Tuna Whistleblower Exposes Killing of Protected Marine Life

Did other sea animals needlessly die just so we can have our canned tuna? It's pretty likely. Bycatch – untargeted marine life caught accidentally – has been a major problem in the tuna industry as a result of wasteful fishing methods, causing the widespread death of threatened marine animals, including sharks, dolphins and turtles.

Last week, Greenpeace released whistleblower video footage that shows tuna fishermen killing and dumping protected marine life caught as bycatch in their nets.

The animals were lured into massive purse-seine nets by Fish Aggregating Devices (FADs) – floating objects used to attract fish but that also draw other unwanted marine species as well.

The footage was taken by a New Zealand helicopter pilot in 2009 who worked as a spotter for tuna fishing boats operating in the Pacific Ocean. The whistleblower, whose identity Greenpeace disguised to protect him from industry retaliation, "said marine species, such as dolphins, manta rays, marlin and whales, were caught almost every time FADs were deployed," according to Australian news outlet PerthNow.

Dolphin-safe-logoDespite the above whistleblower testimony, the use of FADs is considered a "dolphin-safe" fishing technique, and became popular worldwide during the 1990s after U.S. consumers started demanding "dolphin-safe" tuna (now a label under dispute with Mexico). While FADs cause less dolphin mortality than deploying purse-seine nets specifically on schools of tuna that swim with dolphins ("dolphin sets"), FADs remain the deadliest method when it comes to the resulting amount of bycatch (which may still include dolphins and other protected marine mammals).

Greenpeace asserts that banning the use of FADs in purse-seine fisheries would reduce canned tuna's bycatch by up to 90 percent.

It doesn't help that fishermen are responsible for self-reporting the dolphin, fish and turtle bycatch mortality caused by FADs, since their boats are typically too small for fishery regulators to require them to carry an observer aboard. Even observers on big boats, reports All About Wildlife.com, are often pressured "to look the other way when dolphin mortality may be occurring."

These industry pressures and limited label policies make whistleblowers essential. Only via honest insiders can we keep consumers in the know about the negative impacts of canned tuna production, and hold the big tuna brands accountable for their harmful practices.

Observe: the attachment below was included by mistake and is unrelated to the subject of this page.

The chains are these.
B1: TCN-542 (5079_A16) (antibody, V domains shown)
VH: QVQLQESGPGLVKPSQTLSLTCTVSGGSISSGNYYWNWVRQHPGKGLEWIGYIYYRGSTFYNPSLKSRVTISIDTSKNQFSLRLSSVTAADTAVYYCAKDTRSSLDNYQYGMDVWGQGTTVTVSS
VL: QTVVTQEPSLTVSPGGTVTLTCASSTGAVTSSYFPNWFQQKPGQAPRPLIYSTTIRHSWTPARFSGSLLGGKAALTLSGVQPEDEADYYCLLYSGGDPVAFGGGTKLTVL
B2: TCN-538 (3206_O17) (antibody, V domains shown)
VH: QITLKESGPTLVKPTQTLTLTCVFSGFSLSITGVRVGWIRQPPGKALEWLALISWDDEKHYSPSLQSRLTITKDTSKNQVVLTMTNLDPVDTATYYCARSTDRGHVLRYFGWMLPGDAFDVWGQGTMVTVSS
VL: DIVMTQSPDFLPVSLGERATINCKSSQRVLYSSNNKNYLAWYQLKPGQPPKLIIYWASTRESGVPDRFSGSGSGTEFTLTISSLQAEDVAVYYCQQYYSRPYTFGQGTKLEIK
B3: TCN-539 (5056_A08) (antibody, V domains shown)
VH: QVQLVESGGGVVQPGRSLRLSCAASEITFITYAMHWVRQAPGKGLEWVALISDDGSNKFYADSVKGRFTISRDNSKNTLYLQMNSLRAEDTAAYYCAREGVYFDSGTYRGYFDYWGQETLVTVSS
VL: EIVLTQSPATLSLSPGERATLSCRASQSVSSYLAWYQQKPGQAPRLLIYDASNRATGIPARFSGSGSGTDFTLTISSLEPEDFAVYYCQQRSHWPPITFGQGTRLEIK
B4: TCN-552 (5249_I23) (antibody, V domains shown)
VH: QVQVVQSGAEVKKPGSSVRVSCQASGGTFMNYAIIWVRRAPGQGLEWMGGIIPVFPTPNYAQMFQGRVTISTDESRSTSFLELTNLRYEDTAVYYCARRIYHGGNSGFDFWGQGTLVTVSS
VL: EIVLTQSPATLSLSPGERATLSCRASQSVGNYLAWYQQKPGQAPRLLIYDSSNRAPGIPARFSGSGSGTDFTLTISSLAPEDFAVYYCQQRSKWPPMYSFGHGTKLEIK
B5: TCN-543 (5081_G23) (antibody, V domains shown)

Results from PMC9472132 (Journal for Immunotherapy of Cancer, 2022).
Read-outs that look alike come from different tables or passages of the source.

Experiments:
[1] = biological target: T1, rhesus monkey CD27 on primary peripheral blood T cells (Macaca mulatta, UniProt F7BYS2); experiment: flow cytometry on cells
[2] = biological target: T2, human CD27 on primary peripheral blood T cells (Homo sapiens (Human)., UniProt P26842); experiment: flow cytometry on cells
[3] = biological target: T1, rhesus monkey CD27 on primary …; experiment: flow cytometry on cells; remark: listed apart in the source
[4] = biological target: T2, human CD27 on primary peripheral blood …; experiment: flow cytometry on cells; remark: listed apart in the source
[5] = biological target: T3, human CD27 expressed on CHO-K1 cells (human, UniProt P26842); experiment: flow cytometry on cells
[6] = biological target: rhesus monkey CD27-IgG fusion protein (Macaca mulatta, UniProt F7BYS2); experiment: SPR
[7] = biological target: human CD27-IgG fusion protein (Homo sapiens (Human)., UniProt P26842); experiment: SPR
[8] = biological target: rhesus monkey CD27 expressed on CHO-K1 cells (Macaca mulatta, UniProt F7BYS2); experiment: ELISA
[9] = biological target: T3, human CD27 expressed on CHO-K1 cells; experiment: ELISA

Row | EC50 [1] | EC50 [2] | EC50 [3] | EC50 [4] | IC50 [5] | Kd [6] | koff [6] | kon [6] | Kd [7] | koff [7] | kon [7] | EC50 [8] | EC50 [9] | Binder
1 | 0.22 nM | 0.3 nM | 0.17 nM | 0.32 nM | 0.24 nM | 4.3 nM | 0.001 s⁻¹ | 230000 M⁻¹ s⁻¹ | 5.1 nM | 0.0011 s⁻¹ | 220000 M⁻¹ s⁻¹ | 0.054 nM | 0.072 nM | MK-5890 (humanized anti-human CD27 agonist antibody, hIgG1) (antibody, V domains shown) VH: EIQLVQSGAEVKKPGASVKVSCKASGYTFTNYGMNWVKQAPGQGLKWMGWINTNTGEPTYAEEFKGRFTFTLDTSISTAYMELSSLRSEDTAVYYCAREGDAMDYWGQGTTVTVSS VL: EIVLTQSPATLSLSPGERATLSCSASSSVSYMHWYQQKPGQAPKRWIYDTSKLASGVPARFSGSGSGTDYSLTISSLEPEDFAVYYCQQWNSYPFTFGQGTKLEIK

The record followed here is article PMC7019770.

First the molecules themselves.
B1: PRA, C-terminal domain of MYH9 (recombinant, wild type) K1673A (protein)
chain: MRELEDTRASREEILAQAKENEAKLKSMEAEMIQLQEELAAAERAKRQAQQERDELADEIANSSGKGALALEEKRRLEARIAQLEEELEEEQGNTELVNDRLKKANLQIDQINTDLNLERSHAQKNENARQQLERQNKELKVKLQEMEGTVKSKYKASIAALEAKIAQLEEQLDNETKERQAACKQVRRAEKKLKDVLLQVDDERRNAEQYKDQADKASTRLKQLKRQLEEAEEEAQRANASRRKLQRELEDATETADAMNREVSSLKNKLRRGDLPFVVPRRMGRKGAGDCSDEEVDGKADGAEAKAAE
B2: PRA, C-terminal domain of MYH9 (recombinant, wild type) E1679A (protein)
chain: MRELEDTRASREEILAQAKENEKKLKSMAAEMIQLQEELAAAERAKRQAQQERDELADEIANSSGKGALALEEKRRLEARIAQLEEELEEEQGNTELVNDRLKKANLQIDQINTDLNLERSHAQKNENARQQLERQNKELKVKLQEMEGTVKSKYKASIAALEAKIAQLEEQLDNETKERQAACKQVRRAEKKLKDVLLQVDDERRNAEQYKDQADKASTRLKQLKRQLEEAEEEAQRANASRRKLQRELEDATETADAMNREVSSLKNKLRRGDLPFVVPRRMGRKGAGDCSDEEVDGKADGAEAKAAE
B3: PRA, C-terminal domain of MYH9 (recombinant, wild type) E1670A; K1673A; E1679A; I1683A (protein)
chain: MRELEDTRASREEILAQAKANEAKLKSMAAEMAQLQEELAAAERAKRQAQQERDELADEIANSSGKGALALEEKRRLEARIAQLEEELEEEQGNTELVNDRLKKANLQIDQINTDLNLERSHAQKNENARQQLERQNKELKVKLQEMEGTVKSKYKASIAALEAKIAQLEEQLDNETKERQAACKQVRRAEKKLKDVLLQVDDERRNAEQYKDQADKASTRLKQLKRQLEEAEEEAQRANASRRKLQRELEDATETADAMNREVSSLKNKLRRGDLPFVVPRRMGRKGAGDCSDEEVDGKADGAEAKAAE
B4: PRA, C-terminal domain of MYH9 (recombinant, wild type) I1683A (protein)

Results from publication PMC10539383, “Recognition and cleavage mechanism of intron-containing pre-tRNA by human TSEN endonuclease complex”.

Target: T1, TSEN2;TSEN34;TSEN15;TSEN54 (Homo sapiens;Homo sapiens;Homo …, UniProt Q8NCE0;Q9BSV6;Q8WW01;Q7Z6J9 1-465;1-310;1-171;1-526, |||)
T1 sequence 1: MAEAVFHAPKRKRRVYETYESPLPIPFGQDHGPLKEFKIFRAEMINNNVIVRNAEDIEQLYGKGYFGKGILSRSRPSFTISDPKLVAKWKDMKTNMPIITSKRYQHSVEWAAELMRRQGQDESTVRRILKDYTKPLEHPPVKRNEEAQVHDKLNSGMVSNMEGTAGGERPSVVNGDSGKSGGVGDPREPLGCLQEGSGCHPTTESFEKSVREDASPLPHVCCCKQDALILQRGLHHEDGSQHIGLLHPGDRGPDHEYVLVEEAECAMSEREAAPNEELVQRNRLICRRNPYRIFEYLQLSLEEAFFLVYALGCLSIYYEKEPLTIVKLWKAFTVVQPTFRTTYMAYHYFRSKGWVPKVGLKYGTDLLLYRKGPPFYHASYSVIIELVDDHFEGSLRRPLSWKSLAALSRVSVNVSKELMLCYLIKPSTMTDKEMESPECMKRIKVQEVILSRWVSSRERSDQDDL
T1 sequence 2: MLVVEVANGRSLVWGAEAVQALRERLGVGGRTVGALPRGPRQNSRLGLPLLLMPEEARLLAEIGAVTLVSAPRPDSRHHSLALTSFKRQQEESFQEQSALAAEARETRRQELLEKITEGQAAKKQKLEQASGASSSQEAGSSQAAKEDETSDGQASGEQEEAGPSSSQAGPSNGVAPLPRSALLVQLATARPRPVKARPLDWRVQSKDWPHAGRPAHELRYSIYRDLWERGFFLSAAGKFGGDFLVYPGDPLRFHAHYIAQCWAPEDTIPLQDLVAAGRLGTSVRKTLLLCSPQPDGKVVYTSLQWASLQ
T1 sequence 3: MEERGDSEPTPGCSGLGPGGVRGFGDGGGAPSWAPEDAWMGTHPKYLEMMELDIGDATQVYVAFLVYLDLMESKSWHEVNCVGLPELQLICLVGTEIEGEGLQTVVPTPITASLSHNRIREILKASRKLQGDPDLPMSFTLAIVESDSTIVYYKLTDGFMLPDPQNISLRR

Sarah Damian is New Media Associate for the Government Accountability Project, the nation's leading whistleblower protection and advocacy organization.

 

Comments (2)

  1. This exactly Mexico's case before the WTO. The double standard promoted by the Dolpin Safe label by insistance of Earth Island Insutute in order to exclude Mexican Tuna from the Dolphin Safe label.

    Mexican Tuna complies with all the efforts available to protect dolphins through new environmentaly sound and supervised techniques approved by the US Government under binding International Agreements such as the AIDCP, while allowing non supervised fishermen from other parts of the world to obtain the Dolphin Safe label, even if they kill dolphins and many other species depleting the stocks of tuna by catching juvenile tuna instead of mature Tuna.

    Earth Island argues withoug any sound evidence that Mexico might not kill dolphins but stress them, affecting their capacity to reproduce. The truth is that there is a healthy popultation of species in the Eastern Tropical Pacific to a great extent thanks to the Mexican fishing method which protects dolphins and cathces only Tuna.

    Get rid of the Dolphin Safe label, and start asking others for similar measures as those adopted by the Mexican Fleet. Ask for 100% supervision in other oceans as the Mexican fleet is subject to, and stop using Mexico as an excuse to promote consumption of Tuna from other parts of the world.
  2. The U.S. dolphin safe is a farce, the U.S. fleet is a farce!
    The U.S. uses the label to protect corporate interests of Earth Island's business. Dolphin Safe label means nothing else than blocking Mexican tuna which actually does protect dolphins; U.S dolphin safe label allows for tuna from other parts of the world to use the label EVEN IF THEY KILL DOLPHINS. Ask and find out WHO HAS INTERESTS IN EARTH ISLAND BUSINESS. See this video (this is how the U.S. fleet currently catches Tuna) Is this really an environmental policy or just an attempt to protect a multibillion dollar U.S. industry??? http://www.greenpeace.org/australia/en/news/oceans/Shocking-tuna-fishing-footage/
    The AIDCP is the only label that provides true information and that protects marine mammals!

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